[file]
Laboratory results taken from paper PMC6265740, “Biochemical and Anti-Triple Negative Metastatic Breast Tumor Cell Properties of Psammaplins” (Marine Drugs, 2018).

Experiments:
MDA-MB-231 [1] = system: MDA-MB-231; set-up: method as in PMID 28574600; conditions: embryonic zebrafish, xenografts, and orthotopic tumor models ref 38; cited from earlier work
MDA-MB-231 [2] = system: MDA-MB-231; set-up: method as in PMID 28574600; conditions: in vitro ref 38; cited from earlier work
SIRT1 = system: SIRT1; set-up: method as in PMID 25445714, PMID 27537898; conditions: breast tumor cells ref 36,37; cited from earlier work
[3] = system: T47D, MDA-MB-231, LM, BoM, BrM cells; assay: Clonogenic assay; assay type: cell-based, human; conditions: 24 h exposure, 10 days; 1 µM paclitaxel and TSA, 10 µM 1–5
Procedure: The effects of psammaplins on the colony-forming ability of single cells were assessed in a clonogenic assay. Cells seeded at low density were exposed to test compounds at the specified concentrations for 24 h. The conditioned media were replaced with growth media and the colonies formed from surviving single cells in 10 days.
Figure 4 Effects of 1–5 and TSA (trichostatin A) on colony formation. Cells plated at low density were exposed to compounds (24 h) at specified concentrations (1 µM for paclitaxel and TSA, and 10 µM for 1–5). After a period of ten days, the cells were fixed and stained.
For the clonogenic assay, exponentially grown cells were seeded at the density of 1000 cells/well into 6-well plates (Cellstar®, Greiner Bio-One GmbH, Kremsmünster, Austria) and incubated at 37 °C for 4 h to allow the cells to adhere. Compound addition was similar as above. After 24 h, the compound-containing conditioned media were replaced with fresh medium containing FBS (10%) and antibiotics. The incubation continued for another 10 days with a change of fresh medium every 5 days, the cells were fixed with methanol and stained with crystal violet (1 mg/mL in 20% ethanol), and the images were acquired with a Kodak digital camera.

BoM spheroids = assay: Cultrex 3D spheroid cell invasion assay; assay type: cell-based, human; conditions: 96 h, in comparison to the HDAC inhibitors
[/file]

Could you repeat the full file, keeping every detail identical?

Laboratory results taken from paper PMC6265740, “Biochemical and Anti-Triple Negative Metastatic Breast Tumor Cell Properties of Psammaplins” (Marine Drugs, 2018).

Experiments:
MDA-MB-231 [1] = system: MDA-MB-231; set-up: method as in PMID 28574600; conditions: embryonic zebrafish, xenografts, and orthotopic tumor models ref 38; cited from earlier work
MDA-MB-231 [2] = system: MDA-MB-231; set-up: method as in PMID 28574600; conditions: in vitro ref 38; cited from earlier work
SIRT1 = system: SIRT1; set-up: method as in PMID 25445714, PMID 27537898; conditions: breast tumor cells ref 36,37; cited from earlier work
[3] = system: T47D, MDA-MB-231, LM, BoM, BrM cells; assay: Clonogenic assay; assay type: cell-based, human; conditions: 24 h exposure, 10 days; 1 µM paclitaxel and TSA, 10 µM 1–5
Procedure: The effects of psammaplins on the colony-forming ability of single cells were assessed in a clonogenic assay. Cells seeded at low density were exposed to test compounds at the specified concentrations for 24 h. The conditioned media were replaced with growth media and the colonies formed from surviving single cells in 10 days.
Figure 4 Effects of 1–5 and TSA (trichostatin A) on colony formation. Cells plated at low density were exposed to compounds (24 h) at specified concentrations (1 µM for paclitaxel and TSA, and 10 µM for 1–5). After a period of ten days, the cells were fixed and stained.
For the clonogenic assay, exponentially grown cells were seeded at the density of 1000 cells/well into 6-well plates (Cellstar®, Greiner Bio-One GmbH, Kremsmünster, Austria) and incubated at 37 °C for 4 h to allow the cells to adhere. Compound addition was similar as above. After 24 h, the compound-containing conditioned media were replaced with fresh medium containing FBS (10%) and antibiotics. The incubation continued for another 10 days with a change of fresh medium every 5 days, the cells were fixed with methanol and stained with crystal violet (1 mg/mL in 20% ethanol), and the images were acquired with a Kodak digital camera.

BoM spheroids = assay: Cultrex 3D spheroid cell invasion assay; assay type: cell-based, human; conditions: 96 h, in comparison to the HDAC inhibitors